The muted thump of pétanque balls landing on sandy courts, punctuated by the clack of two hitting, is my ideal soundtrack to a summer evening in Paris. So when I was walking up the Canal Saint-Martin in June with a French friend, I was surprised to notice that the heavy metal sets of pétanque were being outnumbered by sleeker, wooden pins, strewn across the ground. The game’s called Mölkky, my friend told me, and though it’s originally from Finland, it’s become popular, especially among young Parisians. “On Mondays, my older co-workers joke that I must’ve spent my weekend playing Mölkky and drinking beer on the Canal, and I just look at them and say, ‘Yes, that’s exactly what I did,’” he laughed.
Part of the appeal of Mölkky over pétanque, he explained, is the material of the set itself. Though the crate of pins takes up more physical space than a bag of pétanque balls, it’s much lighter to carry around the city, since they’re made of wood and not metal. But the real reason to play this lawn game is — duh — because it’s fun, as I quickly learned when I bought my own set off of Amazon when I came back to the United States — a cross between bowling, billiards, and blackjack with a mix of strategy, skill, and luck.
You arrange the 12 numbered pins in a diamond on the ground, like bowling. Then, from about ten feet away, you take the throwing skittle (yes, that is the technical term for the round, wooden peg without a number) and toss it underhand, toward the diamond. You earn points depending on the number of pins that hit the ground. When more than one pin falls, your score is the number of fallen pins, but if you just hit one pin, you earn the number on the pin. So to earn five points, either you knock down five pins in one toss, or you take out the one pin with the number five etched on top.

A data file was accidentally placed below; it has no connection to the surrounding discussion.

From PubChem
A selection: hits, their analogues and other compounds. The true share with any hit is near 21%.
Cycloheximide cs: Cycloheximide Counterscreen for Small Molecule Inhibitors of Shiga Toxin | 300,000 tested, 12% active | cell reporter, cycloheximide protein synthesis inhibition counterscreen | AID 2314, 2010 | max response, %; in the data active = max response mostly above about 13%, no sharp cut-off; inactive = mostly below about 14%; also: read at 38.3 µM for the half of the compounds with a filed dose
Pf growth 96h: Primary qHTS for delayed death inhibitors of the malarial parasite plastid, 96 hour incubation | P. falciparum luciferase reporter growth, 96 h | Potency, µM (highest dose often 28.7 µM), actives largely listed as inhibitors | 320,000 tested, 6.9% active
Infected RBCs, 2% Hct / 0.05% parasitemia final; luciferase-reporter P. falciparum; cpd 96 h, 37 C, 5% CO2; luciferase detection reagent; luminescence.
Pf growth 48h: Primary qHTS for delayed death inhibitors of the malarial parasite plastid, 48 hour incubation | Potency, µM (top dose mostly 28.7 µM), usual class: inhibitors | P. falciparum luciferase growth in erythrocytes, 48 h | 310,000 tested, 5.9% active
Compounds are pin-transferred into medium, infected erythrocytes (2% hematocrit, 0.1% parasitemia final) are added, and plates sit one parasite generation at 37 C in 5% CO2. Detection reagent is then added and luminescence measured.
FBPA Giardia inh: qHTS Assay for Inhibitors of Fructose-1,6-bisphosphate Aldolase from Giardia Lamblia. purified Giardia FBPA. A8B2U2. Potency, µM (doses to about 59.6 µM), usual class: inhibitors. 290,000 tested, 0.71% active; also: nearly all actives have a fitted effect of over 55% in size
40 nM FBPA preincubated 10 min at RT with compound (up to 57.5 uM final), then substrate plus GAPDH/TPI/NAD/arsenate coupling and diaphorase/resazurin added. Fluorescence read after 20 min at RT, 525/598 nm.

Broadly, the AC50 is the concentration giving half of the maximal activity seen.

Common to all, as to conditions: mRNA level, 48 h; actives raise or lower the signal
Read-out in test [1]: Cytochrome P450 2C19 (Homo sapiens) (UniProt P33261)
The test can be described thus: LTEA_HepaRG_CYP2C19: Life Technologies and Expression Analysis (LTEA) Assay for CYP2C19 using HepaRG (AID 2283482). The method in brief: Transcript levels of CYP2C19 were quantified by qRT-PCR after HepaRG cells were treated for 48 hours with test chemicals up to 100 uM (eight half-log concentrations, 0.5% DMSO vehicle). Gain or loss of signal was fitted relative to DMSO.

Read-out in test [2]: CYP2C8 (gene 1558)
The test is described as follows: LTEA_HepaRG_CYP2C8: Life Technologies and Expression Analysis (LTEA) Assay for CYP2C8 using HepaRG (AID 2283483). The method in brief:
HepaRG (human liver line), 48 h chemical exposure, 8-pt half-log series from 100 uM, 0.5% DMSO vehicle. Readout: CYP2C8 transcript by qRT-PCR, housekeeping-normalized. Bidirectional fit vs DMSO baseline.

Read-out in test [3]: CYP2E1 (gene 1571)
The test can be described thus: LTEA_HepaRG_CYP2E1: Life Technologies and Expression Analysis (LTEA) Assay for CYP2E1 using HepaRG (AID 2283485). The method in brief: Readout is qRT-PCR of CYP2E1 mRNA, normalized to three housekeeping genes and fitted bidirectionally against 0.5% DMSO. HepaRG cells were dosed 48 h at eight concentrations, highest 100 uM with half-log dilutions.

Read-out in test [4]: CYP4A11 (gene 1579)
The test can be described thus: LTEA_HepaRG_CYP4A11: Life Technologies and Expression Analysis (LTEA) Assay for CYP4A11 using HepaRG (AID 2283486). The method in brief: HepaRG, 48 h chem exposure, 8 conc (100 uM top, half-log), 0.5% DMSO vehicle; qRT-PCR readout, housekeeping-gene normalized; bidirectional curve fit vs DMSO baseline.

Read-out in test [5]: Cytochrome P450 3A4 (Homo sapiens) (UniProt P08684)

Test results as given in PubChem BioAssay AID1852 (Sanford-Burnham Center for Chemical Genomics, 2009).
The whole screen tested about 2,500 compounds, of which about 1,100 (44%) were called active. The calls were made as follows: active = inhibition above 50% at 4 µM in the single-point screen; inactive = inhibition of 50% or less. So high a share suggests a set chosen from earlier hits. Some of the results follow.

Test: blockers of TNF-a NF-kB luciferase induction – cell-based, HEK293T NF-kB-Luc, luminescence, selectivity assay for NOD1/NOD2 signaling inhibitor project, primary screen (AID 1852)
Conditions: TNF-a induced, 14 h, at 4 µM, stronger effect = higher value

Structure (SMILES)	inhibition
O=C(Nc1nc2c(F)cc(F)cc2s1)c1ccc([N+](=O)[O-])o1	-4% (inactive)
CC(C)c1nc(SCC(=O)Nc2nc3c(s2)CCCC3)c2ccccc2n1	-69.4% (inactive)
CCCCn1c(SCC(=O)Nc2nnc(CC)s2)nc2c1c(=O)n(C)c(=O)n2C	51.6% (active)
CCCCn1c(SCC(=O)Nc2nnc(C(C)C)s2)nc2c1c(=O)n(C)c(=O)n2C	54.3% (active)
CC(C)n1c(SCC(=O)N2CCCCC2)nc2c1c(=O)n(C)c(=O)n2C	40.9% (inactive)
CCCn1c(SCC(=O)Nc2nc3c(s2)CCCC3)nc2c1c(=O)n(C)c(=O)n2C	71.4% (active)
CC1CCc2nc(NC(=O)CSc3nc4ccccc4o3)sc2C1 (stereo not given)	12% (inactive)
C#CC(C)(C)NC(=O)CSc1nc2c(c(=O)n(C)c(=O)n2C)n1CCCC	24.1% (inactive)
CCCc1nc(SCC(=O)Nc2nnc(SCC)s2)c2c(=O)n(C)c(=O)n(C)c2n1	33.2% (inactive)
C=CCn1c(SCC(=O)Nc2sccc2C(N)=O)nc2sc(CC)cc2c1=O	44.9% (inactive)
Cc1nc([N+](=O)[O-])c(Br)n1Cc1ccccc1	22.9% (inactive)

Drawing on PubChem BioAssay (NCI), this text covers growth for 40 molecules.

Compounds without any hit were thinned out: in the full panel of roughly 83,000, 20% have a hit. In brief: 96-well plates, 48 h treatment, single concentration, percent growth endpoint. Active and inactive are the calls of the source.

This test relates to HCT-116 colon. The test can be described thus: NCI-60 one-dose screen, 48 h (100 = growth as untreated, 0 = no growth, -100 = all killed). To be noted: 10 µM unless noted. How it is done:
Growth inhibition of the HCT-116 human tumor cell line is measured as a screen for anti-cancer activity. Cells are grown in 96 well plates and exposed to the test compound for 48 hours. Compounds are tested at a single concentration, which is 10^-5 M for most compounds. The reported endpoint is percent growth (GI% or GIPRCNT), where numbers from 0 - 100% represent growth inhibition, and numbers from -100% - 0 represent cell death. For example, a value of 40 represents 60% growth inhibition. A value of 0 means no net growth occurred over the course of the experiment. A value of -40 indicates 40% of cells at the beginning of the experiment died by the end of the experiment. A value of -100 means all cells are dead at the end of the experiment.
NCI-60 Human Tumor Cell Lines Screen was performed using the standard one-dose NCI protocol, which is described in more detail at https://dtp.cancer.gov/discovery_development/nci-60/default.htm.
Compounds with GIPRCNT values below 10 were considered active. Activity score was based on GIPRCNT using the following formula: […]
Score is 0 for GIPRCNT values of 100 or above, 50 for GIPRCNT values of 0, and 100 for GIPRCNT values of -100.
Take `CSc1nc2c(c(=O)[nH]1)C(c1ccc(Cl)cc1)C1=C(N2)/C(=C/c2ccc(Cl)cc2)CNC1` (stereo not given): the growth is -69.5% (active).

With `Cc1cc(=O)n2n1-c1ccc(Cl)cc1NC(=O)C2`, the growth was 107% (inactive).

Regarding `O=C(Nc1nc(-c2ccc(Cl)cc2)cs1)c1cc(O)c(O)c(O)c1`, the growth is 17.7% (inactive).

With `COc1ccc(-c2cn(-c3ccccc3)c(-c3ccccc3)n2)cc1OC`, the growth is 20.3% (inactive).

The scoring itself is blackjack-like in its strictness. The first player to get to 50 points wins, and it has to be exactly 50 points. If you accidentally score more, by knocking down one too many pins or taking out one with a higher point value than you need, then you drop back down to 25. And like billiards, you start the next player’s turn where the last one ended, by standing the numbered pins upright, exactly where they landed. That means every round has a different layout of pins each time you throw.
Despite all these nuances, the game goes by pretty quickly — each round takes only about 15 minutes — and the learning curve isn’t too steep for first-time players. However, it’s still slow-paced enough to drink a beer and chat with your friend while you play, which is really the main reason to play any lawn game, whether or not it’s cool in France.
More Strategist-approved lawn games
This Chinese toy is easier to kick around than a hacky sack, but is a solid option for those looking for a game that’s a little more active. As writer Alex Ronan explains, “Cheap, low-impact, and straightforward, it’s easy to take with me anywhere.”
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